Once a year, when I was in Junior High, the school nurse would take over the PE coach’s office for the day. One by one, we would file in and she would measure our height, have us step on the scale, and finally she would have us take off our tops and face away from her as we bent over to touch our toes. Taking a pen, she would mark each vertebra and then have us stand straight again. Quite frankly, I never really paid much attention to what she was doing – I was just happy I wasn’t out in the gym running laps or embarrassing myself as I attempted to shoot a free-throw.
That changed the last year of Junior High. The nurse hemmed and hawed as I stood in front of her and she placed her hands briefly on my hips, pushing down slightly. After she had me bend over and played connect the dots on my spine, she asked me to put my shirt back on – but stopped me before I could leave the office. “It looks like you have scoliosis, Jana,” she told me with a serious look on her face, “I’m going to give you a note to take home to your parents.”
I’d never heard of scoliosis before – but I soon learned more than I wanted to know. I’ll spare you all of the medical jargon and give you the down and dirty version – scoliosis is when the spine curves side to side, forming a question mark shape (or if there is more than one curve, as in my case, it forms an S-shape). It can cause your shoulders to be uneven, your ribcage to twist, and your hips to be kattywompas – and left untreated and in severe cases, the resulting deformity could cause problems standing, walking, and even breathing – along with severe pain.
The orthopedic surgeon my parents took me to see offered two options: a back brace, worn 24/7 for the remaining years of my adolescence or back surgery to fuse my spine. Nether option sounded appealing, but I couldn’t even conceive going to high school for three years wearing a hard plastic and metal back brace. I was just going into High School! What boy would want to date me? How many judgmental bitches would make fun of me?
The surgery entailed hooking a long, metal rod alongside my spine, jacking that sucker as straight as it would go, and then placing bone chips along the length, which would fuse my spine over the course of nine months. The downside? Well, it WAS major surgery and I would be out of school for 6-8 weeks while I recovered…and then there was the pesky problem of being in a body cast for nine months. For the first three months, it would extend from my chin to my hips (hard to miss) – and then it would be cut down to just under my armpits to my hips for the rest of the time, which would require me to wear loose-fitting maternity clothes to school.
I picked the surgery – it seemed to me that nine months of hideousness was better than three years. Better to bite the bullet and get it over with quickly, never having to deal with it again. Oh, I was so young and naïve – I deal with the consequences of that decision every single day – but when I was 14-years-old, I wasn’t thinking about the future – I was only concerned with the present and my precarious social standing. So, I had the surgery and was soon wrapped in thick plaster with a salad plate sized hole cut out in the middle so that my stomach could expand as I ate. While I was at home recovering, things were tolerable – but once I started to go out in public, I immediately felt like an escapee from the freak show of a traveling circus.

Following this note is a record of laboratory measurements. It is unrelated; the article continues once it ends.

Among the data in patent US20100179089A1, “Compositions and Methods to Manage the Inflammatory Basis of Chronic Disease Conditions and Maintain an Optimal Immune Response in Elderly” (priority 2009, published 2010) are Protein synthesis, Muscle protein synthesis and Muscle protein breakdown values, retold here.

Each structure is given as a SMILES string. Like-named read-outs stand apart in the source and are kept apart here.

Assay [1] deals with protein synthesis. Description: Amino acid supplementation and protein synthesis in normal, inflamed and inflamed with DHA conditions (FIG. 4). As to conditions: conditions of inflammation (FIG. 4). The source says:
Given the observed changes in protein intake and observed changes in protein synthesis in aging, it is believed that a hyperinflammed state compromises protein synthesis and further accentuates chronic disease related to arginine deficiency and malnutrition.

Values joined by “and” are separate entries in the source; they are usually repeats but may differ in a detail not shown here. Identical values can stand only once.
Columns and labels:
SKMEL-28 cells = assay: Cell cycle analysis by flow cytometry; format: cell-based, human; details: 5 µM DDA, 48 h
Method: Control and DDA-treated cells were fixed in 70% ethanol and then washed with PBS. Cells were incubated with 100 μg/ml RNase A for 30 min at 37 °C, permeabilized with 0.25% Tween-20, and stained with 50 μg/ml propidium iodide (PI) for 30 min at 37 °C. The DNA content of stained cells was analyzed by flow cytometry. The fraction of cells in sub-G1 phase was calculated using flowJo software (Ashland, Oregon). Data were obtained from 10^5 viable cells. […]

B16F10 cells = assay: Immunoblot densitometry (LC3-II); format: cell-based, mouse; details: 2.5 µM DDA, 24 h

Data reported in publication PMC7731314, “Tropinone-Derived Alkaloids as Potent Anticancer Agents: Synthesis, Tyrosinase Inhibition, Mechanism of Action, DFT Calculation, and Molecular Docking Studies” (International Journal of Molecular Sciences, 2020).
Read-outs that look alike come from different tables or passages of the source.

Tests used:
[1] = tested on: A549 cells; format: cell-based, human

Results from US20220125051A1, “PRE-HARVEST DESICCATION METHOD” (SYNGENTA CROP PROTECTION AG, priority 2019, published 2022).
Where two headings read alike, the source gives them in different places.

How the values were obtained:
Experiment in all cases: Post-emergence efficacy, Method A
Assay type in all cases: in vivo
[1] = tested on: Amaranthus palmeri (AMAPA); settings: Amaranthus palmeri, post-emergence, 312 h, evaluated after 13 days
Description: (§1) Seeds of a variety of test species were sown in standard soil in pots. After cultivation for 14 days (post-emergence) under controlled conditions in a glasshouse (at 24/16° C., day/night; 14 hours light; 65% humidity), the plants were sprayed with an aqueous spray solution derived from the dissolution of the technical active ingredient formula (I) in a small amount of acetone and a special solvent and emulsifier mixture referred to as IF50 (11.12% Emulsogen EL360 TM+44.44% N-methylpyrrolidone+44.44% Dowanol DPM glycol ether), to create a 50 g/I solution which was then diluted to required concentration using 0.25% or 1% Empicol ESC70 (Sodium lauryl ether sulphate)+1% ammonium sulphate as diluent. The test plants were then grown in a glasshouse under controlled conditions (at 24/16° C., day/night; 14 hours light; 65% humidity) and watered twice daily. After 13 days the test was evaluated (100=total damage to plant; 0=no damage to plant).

“Ladies and gentlemen – come one, come all! See the incredible bearded woman! Marvel at the human unicorn! Beware the wolf boy! And prepare to be amazed and horrified by Jana, the plaster-girl! Her head and torso are held absolutely rigid by 12-tons of hard cement! Rap your knuckles on her chest…if you DARE!”
People weren’t shy about asking what had happened to me – but if I tried to explain about scoliosis and the back fusing treatment, their eyes would quickly glaze over with incomprehension. So, I decided to simplify the story and, at the same time, ramp it up a notch. The next time a well-meaning stranger asked how I had ended up in a body cast, I put on a serious expression. “Well, I was in Africa on a safari with my family – and it was great seeing all the animals – but then an elephant stepped on me.” I was always rewarded with a loud gasp and a horrified expression – and usually couldn’t keep a straight face for more than thirty seconds. Before long, I had a whole repertoire of catastrophes to pick from: “It was my first time skydiving…and the chute just didn’t open,” “The driver of the garbage truck was attacked by a raccoon who had been asleep in one of the trash cans…and he just veered off the road and right into me,” “The cable on the ski lift just snapped…and I plummeted to the rocks below.”
I never liked my bulky body cast, but I learned to tolerate it as time went on. And it may have saved my life during a car accident that winter when we were T-boned going across an intersection. Instead of my ribs being broken when I was bashed against the door of my sister’s car, my cast protected me and put a large dent in the car door instead. And THAT is a true story – I promise!
Do you think it is acceptable to lie – just for the fun of it? What tall tales have you told when the truth was just too complicated or boring?